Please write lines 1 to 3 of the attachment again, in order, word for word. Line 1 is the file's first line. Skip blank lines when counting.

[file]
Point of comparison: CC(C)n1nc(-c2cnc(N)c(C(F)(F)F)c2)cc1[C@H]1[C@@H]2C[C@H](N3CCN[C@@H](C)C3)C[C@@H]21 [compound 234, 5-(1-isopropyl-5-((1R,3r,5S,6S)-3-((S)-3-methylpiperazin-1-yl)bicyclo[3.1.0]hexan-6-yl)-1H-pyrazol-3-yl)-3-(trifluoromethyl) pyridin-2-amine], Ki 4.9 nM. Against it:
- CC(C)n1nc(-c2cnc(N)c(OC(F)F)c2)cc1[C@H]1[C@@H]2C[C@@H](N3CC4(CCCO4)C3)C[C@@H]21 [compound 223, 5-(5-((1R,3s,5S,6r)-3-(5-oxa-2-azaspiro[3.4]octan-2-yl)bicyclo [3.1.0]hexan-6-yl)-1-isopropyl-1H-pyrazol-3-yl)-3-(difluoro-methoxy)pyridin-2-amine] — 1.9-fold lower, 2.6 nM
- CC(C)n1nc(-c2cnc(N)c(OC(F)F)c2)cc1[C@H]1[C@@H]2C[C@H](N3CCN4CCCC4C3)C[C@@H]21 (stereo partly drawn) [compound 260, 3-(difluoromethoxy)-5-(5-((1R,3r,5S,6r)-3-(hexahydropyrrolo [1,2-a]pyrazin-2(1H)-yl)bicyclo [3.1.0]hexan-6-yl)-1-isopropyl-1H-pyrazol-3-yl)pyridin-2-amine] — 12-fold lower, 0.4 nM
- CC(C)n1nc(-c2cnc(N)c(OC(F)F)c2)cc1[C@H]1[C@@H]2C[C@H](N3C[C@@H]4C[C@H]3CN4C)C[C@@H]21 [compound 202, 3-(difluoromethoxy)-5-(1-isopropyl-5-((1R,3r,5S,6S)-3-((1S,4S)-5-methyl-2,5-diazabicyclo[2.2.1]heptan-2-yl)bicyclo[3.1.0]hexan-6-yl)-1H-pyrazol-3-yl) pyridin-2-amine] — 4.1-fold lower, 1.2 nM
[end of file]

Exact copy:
Point of comparison: CC(C)n1nc(-c2cnc(N)c(C(F)(F)F)c2)cc1[C@H]1[C@@H]2C[C@H](N3CCN[C@@H](C)C3)C[C@@H]21 [compound 234, 5-(1-isopropyl-5-((1R,3r,5S,6S)-3-((S)-3-methylpiperazin-1-yl)bicyclo[3.1.0]hexan-6-yl)-1H-pyrazol-3-yl)-3-(trifluoromethyl) pyridin-2-amine], Ki 4.9 nM. Against it:
- CC(C)n1nc(-c2cnc(N)c(OC(F)F)c2)cc1[C@H]1[C@@H]2C[C@@H](N3CC4(CCCO4)C3)C[C@@H]21 [compound 223, 5-(5-((1R,3s,5S,6r)-3-(5-oxa-2-azaspiro[3.4]octan-2-yl)bicyclo [3.1.0]hexan-6-yl)-1-isopropyl-1H-pyrazol-3-yl)-3-(difluoro-methoxy)pyridin-2-amine] — 1.9-fold lower, 2.6 nM
- CC(C)n1nc(-c2cnc(N)c(OC(F)F)c2)cc1[C@H]1[C@@H]2C[C@H](N3CCN4CCCC4C3)C[C@@H]21 (stereo partly drawn) [compound 260, 3-(difluoromethoxy)-5-(5-((1R,3r,5S,6r)-3-(hexahydropyrrolo [1,2-a]pyrazin-2(1H)-yl)bicyclo [3.1.0]hexan-6-yl)-1-isopropyl-1H-pyrazol-3-yl)pyridin-2-amine] — 12-fold lower, 0.4 nM